Posts Tagged With: writing

Writing Tips

Hello all!

I’ve been reading a lot lately (fitting, since exams started and reading is obviously more needed than studying at this time), and in my search for more lovely books to add to my list of favourites, I have, unfortunately, come across some not-so-good ones. So hey, I just thought I’d type up a little list of things that would be better to take extreme caution with when writing. Let’s bear in mind that this is mainly feedback from the things I’ve seen in YA books, but I guess it applies to most fiction in general. Here goes!

Things to be extremely careful with when writing:

  • Narrating alternate chapters from different characters’ POV. Speaking from experience, reading a book which does this is highly confusing for the reader, to the point where being the said reader just makes you want to slam the book down out of pure frustration. Also, the number of times I have ended up stopping and thinking ‘who’s head am I in right now?’ before being forced to go back and check the start of that chapter is more than I can count. If alternating chapters does help you narrate and move the story forward, then I’d highly suggest at least putting the name of the person you’re narrating from at the top of the page alongside the title of the book/chapter.
  • Writing in third person present tense. Whilst this is rather original and something that is not done often, I’d like to think that this is for a reason. This is particularly painful (again, speaking from experience) because it takes the reader about half the book to get used to the unusual narration, and by the time they adjust and even grow to like it, the plot and characters have slipped right over their head. If you are going to write like this, please be cautious and make sure it’s needed.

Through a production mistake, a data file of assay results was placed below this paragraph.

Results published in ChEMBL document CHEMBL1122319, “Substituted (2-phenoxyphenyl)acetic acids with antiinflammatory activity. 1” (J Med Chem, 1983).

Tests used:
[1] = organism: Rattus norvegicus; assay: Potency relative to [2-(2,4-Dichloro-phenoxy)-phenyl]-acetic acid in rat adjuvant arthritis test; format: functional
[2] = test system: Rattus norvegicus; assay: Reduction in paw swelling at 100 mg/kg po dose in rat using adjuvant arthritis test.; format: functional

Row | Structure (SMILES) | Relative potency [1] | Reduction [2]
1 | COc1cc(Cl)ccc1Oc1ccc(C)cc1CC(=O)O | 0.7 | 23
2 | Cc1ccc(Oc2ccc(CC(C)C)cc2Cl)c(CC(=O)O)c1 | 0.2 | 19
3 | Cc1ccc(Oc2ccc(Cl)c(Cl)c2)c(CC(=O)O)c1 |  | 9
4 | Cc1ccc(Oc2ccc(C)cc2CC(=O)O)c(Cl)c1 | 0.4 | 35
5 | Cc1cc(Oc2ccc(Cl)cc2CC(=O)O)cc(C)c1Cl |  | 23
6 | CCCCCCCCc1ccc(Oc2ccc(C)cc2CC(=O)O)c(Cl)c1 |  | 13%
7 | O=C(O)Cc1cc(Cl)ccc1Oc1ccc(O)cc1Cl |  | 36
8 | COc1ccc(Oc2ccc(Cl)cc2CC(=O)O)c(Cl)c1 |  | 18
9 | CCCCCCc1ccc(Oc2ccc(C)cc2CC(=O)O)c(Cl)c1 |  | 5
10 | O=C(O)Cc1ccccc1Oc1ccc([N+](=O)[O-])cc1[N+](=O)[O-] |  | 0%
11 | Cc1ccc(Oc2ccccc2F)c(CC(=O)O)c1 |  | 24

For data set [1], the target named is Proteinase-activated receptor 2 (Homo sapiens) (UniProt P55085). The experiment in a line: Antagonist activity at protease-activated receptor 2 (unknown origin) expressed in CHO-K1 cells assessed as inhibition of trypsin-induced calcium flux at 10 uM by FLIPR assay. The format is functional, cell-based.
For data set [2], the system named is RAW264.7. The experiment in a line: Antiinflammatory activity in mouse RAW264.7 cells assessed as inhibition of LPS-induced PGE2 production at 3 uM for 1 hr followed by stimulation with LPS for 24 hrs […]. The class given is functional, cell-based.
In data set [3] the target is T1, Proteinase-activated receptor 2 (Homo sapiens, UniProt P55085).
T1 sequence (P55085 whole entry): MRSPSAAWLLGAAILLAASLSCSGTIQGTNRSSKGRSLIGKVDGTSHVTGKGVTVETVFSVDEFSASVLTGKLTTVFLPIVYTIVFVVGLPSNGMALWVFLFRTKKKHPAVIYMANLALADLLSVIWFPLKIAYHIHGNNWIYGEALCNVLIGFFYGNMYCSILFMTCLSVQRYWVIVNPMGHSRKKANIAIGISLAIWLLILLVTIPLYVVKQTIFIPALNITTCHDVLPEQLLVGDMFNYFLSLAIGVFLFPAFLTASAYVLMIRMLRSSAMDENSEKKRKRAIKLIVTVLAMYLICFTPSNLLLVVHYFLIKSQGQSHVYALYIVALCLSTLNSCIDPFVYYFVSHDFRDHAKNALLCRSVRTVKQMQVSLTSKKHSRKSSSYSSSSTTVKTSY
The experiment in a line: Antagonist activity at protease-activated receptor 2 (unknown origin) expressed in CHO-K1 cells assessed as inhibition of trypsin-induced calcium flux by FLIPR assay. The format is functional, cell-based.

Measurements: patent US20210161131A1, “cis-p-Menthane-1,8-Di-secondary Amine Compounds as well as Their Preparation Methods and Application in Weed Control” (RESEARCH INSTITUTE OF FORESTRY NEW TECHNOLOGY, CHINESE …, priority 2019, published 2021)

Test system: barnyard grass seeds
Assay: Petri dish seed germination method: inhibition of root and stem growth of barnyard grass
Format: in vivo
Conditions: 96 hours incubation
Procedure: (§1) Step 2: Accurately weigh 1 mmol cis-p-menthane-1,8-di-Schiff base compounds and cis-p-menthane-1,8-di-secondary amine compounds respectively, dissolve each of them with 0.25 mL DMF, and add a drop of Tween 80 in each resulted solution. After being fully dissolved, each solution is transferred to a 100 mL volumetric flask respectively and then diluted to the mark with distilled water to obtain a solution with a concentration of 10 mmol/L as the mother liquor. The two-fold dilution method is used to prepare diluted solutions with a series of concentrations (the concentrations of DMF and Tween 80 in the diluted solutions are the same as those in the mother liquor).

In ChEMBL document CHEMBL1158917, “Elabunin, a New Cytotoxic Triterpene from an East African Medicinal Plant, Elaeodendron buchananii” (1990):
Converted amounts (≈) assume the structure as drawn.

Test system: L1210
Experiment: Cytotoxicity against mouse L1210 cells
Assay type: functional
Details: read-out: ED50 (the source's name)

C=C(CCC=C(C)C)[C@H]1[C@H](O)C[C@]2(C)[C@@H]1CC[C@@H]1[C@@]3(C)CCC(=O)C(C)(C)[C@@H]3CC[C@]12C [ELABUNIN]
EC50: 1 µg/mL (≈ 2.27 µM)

• Having overwhelming character development with no (obvious) reason. This one is one of the biggest no-no’s in my books. Just as having no character development is frustrating, having too much development without any reason is equally frustrating. If a character changes, good for them, but make sure the reader can see how/why and that the reason is valid.
  • Having a character come to a sudden revelation just because (sort of ties on from the previous point). This is used repeatedly in books, and quite honestly, it’s a little pet peeve of mine. I can’t count the number of times I’ve been reading a book where a character is trying to solve something and then they sort of glance upward and just know the answer. This can work very well – as long as it’s not overdone and it actually makes sense.
  • Having characters that are all beautiful and strong and kind and every other positive adjective in the dictionary. Only one thing to say to this one – let’s be realistic.
  • Making a female character argue for some reason or another with every other female she sees. Can we please just be mindful of the reader and what type of message is being sent out with female characters constantly bitching and fighting with other females (normally over a boy) whilst the males get along beautifully and have a good relationship with the majority of the characters?
  • This one is a complete and utter NO. Mocking things like cutting (or any form of self harm) and ED. As shocking as this may seem, I’ve seen many books which utilize things like this for a purpose that simply isn’t visible to the reader, and for many people this can be very triggering and quite offensive. Please proceed cautiously if you’re using themes like this.

That’s it from me (for the time being, anyway)! These are more my thoughts as a reader than a (hopeful) writer, but there you go. I really hope I haven’t offended anyone with this, and if I somehow have, I apologize profusely. If there’s anything you think I should add to this or if there’s something you’d like to discuss, feel free to leave a comment!

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Characters that Haunt You